In mathematics, the sign is pronounced "plus or minus" and indicates that there are exactly two possible answers, one of which is positive and one of which is negative.
In most experimental sciences however, the sign is pronounced "give or take" and it indicates an inclusive range of values that a reading might have.
The plus-minus sign does not mean "approximately".
A percentage may also be used to indicate the error margin. For example, 230 V ± 10% refers to a voltage within 10% of either side of 230 V (207 V to 253 V).
Separate values for the upper and lower bounds may also be used. For example, to indicate that a value is most likely 5.7 but may be as high as 5.9 or as low as 5.6, one could write .
The best-known example is offered by the formula for the solutions of quadratic equations:
Written out in full, this states that there are two solutions to the equation, namely
Another example is found in the trigonometric identity
This stands for two identities: one with + on both sides of the equation, and one with − on both sides.
A somewhat different use is found in this presentation of the formula for the Taylor series of the sine function:
This mild abuse of notation is meant to indicate that the sign of the terms alternate, where (starting the count at 0) the terms with an even index are added while those with an odd index are subtracted. A less ambiguous presentation in this case would use the quantity , which gives when is even and −1 when is odd.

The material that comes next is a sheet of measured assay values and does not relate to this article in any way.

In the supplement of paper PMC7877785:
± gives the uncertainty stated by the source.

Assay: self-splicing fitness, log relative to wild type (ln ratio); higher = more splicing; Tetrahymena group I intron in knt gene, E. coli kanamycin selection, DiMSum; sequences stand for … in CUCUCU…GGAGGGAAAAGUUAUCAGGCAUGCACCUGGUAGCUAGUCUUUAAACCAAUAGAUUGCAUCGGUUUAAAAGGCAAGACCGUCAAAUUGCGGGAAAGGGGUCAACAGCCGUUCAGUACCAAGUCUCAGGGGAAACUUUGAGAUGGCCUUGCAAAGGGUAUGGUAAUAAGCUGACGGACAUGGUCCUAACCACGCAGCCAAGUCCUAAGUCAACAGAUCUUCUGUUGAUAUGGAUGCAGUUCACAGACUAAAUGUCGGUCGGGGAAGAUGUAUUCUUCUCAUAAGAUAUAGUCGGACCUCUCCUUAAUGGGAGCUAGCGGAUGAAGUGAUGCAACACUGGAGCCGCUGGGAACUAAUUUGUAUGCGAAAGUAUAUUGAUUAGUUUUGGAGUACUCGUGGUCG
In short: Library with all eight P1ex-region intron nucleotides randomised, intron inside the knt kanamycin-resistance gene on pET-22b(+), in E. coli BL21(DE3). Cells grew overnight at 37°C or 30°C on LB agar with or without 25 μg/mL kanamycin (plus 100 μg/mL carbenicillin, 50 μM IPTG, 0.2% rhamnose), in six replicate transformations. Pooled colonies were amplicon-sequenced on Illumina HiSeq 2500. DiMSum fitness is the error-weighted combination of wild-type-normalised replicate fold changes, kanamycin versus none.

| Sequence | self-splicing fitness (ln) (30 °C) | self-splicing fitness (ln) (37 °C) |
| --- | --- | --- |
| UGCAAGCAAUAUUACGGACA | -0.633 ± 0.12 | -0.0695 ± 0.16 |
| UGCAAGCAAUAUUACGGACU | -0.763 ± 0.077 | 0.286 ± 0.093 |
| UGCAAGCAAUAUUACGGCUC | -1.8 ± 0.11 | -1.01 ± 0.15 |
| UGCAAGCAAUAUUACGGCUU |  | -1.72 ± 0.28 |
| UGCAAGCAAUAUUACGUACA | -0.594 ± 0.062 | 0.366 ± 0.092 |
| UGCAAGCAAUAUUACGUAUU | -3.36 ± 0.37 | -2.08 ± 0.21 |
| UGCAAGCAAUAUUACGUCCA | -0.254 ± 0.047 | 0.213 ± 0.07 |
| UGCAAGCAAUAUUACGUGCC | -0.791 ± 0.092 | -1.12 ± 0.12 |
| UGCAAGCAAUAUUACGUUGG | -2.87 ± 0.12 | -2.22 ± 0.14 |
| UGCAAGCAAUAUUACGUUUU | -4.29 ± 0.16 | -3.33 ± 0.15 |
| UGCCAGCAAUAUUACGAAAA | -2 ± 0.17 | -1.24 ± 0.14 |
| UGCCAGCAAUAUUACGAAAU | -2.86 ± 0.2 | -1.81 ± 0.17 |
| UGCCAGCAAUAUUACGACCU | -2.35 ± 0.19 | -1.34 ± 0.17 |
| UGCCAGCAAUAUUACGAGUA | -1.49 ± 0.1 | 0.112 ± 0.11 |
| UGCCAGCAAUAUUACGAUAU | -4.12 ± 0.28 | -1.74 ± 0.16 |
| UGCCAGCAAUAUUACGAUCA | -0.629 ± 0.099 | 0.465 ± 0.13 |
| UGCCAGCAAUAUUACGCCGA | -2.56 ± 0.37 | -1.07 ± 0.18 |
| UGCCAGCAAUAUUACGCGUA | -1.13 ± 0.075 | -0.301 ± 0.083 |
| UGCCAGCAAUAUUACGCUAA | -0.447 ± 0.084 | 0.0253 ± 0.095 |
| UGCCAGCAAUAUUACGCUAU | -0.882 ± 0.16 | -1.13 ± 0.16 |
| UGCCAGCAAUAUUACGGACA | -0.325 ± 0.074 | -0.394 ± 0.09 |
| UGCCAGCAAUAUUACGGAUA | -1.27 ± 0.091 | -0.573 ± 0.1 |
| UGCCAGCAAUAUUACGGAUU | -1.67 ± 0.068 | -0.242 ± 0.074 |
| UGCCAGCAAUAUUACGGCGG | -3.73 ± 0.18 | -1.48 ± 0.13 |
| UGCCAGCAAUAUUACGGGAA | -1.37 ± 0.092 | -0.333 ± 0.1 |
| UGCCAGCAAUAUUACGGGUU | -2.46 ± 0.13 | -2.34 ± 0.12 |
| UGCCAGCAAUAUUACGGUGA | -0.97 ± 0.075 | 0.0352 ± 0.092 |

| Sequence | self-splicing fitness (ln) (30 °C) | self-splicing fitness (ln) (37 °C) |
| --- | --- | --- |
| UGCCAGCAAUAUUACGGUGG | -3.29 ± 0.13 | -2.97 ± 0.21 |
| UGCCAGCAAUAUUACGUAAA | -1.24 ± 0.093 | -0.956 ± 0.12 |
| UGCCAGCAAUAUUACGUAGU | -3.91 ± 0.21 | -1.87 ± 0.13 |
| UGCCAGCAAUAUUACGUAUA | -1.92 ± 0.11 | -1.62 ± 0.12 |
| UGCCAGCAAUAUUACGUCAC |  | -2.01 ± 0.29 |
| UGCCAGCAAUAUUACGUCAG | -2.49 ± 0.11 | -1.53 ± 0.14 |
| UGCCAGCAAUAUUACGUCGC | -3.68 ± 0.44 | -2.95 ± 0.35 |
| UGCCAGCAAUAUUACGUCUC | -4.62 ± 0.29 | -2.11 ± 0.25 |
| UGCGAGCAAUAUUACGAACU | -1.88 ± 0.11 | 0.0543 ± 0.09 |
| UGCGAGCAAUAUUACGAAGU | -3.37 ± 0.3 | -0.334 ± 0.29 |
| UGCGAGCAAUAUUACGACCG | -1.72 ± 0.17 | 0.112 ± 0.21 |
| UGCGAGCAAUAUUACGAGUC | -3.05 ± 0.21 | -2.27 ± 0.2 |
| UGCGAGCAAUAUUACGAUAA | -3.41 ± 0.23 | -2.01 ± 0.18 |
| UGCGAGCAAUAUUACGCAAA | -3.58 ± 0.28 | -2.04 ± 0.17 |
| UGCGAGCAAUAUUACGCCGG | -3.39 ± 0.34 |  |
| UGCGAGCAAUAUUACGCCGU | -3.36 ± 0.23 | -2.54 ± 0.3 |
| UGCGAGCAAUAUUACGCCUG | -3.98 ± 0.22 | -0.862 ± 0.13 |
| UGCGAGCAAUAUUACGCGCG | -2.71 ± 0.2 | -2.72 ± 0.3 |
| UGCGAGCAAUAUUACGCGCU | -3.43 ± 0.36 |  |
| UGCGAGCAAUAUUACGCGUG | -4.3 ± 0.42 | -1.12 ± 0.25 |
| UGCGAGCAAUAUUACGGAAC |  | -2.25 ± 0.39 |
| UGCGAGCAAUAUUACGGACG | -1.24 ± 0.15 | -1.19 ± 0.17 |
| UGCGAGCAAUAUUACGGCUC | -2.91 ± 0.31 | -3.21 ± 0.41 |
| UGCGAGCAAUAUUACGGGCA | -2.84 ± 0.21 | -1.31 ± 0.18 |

There is another character, the minus-or-plus sign (∓), which is seen less often. It only takes on significant meaning when used in conjunction with the "±" sign. It can be used alongside "±" in such expressions as "x ± y ∓ z", which can be interpreted as "x + y − z" or/and "x − y + z", but neither "x + y + z" nor "x − y − z". The upper "−" in "∓" is considered attached to the "+" of "±" (and the lower symbols work in the same way) even though there is no visual indication of the dependency. The original expression can be rewritten as "x ± (y − z)" to avoid confusion, but cases such as the trigonometric identity
are most neatly written using the "∓" sign.
±. The rarer minus-plus sign (∓) is not generally found in legacy encodings and does not have a named HTML entity but is available in Unicode with codepoint U+2213 and so can be used in HTML using